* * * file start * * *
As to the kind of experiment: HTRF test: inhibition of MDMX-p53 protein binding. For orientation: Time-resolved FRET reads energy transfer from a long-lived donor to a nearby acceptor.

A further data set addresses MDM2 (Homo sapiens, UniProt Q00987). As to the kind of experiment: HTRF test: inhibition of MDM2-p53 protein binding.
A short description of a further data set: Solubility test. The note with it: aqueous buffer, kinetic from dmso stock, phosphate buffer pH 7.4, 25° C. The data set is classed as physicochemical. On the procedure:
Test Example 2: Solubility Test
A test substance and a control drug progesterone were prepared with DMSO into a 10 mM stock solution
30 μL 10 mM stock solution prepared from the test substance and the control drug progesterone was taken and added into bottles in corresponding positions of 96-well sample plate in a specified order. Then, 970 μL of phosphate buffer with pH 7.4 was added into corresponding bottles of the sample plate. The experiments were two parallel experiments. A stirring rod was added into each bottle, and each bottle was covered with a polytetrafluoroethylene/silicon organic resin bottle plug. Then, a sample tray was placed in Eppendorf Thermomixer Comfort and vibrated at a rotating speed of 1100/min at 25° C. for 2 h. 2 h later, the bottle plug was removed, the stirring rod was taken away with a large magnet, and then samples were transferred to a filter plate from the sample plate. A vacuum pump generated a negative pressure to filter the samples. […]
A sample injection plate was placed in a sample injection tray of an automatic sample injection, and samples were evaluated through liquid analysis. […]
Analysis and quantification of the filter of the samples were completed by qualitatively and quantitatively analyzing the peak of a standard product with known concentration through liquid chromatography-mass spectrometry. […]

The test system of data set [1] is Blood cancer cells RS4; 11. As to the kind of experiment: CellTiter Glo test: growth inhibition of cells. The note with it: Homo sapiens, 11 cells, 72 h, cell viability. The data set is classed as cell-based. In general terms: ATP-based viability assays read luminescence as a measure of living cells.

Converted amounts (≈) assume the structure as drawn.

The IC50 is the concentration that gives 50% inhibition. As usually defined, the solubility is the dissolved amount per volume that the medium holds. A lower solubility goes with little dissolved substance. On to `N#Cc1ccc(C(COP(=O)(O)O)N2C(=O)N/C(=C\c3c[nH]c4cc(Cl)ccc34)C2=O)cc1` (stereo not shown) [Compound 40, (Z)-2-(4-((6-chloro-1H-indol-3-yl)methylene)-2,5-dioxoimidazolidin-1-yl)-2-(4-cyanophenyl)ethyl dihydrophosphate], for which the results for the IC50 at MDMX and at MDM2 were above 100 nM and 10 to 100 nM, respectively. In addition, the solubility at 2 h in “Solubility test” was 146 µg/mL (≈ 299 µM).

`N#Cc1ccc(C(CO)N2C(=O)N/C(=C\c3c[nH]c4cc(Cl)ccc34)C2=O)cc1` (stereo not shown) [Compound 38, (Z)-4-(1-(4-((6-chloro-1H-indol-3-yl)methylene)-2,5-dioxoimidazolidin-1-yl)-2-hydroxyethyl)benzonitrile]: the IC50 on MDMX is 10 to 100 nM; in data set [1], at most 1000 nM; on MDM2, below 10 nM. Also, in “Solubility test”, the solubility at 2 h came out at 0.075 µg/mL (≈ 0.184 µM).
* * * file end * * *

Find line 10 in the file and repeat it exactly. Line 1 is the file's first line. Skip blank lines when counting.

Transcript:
Converted amounts (≈) assume the structure as drawn.